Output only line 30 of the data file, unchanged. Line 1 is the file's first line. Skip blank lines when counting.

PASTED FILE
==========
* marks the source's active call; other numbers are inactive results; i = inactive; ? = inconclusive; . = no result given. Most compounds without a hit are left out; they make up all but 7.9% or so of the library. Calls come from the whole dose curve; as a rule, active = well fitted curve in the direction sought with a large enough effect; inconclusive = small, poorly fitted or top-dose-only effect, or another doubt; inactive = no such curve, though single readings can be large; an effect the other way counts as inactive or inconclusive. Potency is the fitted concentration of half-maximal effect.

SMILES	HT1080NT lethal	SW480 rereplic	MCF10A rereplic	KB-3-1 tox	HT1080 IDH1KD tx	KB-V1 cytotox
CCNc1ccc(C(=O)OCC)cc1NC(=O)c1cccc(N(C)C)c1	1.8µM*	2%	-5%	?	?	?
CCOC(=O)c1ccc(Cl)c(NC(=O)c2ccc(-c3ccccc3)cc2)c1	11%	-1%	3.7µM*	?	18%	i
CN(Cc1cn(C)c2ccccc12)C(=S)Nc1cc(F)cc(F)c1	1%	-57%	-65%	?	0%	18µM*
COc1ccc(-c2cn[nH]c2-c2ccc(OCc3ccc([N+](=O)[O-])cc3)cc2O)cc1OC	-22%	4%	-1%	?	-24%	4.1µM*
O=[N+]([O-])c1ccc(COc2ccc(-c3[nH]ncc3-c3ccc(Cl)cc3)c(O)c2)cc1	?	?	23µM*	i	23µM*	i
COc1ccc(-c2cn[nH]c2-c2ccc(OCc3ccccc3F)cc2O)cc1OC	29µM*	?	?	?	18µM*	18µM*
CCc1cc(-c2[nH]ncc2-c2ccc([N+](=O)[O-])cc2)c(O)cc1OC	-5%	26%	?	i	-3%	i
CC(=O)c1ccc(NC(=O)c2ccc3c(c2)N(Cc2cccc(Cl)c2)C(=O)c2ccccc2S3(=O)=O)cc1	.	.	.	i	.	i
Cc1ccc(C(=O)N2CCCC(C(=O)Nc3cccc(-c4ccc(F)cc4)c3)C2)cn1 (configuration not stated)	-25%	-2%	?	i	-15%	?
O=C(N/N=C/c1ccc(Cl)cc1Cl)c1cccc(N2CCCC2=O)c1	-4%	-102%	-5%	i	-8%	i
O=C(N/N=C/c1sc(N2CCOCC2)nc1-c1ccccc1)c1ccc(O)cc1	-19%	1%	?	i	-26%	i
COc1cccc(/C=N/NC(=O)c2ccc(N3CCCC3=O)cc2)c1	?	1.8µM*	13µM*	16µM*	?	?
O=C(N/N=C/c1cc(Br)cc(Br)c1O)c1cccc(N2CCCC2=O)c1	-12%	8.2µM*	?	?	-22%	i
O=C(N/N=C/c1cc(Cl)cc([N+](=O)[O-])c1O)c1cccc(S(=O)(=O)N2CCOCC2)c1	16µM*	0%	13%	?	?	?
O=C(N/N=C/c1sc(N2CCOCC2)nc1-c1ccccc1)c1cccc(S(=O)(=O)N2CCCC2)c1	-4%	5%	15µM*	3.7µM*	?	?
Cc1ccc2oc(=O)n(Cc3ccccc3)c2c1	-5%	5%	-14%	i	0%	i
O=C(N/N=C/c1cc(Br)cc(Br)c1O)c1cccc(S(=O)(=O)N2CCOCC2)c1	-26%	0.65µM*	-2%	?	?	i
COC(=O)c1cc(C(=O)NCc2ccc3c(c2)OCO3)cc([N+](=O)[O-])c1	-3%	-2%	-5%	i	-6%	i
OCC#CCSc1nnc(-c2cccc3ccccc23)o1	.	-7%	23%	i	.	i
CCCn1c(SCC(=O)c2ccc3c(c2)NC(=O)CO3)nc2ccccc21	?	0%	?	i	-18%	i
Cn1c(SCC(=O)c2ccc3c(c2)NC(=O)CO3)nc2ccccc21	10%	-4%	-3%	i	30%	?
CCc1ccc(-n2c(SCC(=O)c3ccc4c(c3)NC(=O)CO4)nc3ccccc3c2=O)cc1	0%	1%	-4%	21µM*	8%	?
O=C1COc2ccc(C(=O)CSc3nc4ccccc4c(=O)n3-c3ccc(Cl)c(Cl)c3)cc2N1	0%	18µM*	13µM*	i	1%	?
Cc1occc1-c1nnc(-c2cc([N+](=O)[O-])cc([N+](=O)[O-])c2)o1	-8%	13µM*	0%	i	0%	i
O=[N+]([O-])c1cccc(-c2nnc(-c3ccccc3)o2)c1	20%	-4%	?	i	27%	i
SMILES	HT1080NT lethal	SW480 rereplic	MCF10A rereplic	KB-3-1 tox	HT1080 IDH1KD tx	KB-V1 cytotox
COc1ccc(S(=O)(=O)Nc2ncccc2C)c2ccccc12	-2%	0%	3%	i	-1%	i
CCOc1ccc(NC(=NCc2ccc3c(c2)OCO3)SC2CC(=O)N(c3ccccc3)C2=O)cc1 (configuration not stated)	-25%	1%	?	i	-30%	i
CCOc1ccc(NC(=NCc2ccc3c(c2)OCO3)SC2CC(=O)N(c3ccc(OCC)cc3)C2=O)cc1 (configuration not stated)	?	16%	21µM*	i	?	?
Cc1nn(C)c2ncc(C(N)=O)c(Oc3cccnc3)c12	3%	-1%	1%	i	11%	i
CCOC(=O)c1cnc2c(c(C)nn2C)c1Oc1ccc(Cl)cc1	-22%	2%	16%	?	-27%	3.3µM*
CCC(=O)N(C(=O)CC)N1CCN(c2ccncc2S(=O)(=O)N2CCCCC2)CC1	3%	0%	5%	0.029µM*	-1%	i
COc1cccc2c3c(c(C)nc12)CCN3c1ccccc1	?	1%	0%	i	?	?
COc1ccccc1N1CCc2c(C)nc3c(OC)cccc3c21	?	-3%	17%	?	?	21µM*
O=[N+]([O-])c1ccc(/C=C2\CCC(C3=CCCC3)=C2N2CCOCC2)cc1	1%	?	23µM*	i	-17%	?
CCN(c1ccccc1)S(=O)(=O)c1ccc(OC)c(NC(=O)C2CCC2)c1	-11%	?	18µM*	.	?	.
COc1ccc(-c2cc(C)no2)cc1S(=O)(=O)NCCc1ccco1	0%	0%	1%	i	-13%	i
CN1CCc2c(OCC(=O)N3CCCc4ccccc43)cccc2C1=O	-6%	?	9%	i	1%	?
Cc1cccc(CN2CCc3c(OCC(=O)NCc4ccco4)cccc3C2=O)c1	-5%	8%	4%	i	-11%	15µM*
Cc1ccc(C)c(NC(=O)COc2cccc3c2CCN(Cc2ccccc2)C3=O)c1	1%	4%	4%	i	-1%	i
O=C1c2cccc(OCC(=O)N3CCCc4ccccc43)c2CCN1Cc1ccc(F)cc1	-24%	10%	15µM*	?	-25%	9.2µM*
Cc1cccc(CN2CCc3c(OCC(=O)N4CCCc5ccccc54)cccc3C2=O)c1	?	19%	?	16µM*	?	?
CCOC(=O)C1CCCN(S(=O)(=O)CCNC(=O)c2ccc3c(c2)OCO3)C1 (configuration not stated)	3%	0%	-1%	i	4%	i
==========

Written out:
CCOc1ccc(NC(=NCc2ccc3c(c2)OCO3)SC2CC(=O)N(c3ccccc3)C2=O)cc1 (configuration not stated)	-25%	1%	?	i	-30%	i